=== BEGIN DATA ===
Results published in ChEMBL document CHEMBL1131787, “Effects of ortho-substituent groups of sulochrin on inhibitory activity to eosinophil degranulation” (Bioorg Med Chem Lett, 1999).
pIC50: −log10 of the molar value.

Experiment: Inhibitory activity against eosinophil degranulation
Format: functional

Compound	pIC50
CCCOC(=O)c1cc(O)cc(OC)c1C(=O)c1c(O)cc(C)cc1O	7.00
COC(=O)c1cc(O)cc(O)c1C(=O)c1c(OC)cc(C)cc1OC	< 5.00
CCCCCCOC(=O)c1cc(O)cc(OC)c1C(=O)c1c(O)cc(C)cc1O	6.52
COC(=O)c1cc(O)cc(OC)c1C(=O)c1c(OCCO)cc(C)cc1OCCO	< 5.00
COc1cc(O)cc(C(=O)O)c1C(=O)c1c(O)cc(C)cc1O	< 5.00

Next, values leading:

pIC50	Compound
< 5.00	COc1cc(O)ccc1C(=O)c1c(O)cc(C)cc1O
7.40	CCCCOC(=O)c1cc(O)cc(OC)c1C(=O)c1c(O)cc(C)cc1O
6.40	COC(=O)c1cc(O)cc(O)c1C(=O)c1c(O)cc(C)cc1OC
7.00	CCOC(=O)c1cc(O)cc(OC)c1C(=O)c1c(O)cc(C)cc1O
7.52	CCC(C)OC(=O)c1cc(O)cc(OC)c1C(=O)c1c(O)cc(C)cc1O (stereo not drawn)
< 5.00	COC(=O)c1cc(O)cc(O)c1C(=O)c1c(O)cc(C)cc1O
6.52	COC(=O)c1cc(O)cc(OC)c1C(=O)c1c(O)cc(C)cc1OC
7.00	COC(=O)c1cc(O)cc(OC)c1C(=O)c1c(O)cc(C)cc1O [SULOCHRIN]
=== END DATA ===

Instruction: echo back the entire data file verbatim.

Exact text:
Results published in ChEMBL document CHEMBL1131787, “Effects of ortho-substituent groups of sulochrin on inhibitory activity to eosinophil degranulation” (Bioorg Med Chem Lett, 1999).
pIC50: −log10 of the molar value.

Experiment: Inhibitory activity against eosinophil degranulation
Format: functional

Compound	pIC50
CCCOC(=O)c1cc(O)cc(OC)c1C(=O)c1c(O)cc(C)cc1O	7.00
COC(=O)c1cc(O)cc(O)c1C(=O)c1c(OC)cc(C)cc1OC	< 5.00
CCCCCCOC(=O)c1cc(O)cc(OC)c1C(=O)c1c(O)cc(C)cc1O	6.52
COC(=O)c1cc(O)cc(OC)c1C(=O)c1c(OCCO)cc(C)cc1OCCO	< 5.00
COc1cc(O)cc(C(=O)O)c1C(=O)c1c(O)cc(C)cc1O	< 5.00

Next, values leading:

pIC50	Compound
< 5.00	COc1cc(O)ccc1C(=O)c1c(O)cc(C)cc1O
7.40	CCCCOC(=O)c1cc(O)cc(OC)c1C(=O)c1c(O)cc(C)cc1O
6.40	COC(=O)c1cc(O)cc(O)c1C(=O)c1c(O)cc(C)cc1OC
7.00	CCOC(=O)c1cc(O)cc(OC)c1C(=O)c1c(O)cc(C)cc1O
7.52	CCC(C)OC(=O)c1cc(O)cc(OC)c1C(=O)c1c(O)cc(C)cc1O (stereo not drawn)
< 5.00	COC(=O)c1cc(O)cc(O)c1C(=O)c1c(O)cc(C)cc1O
6.52	COC(=O)c1cc(O)cc(OC)c1C(=O)c1c(O)cc(C)cc1OC
7.00	COC(=O)c1cc(O)cc(OC)c1C(=O)c1c(O)cc(C)cc1O [SULOCHRIN]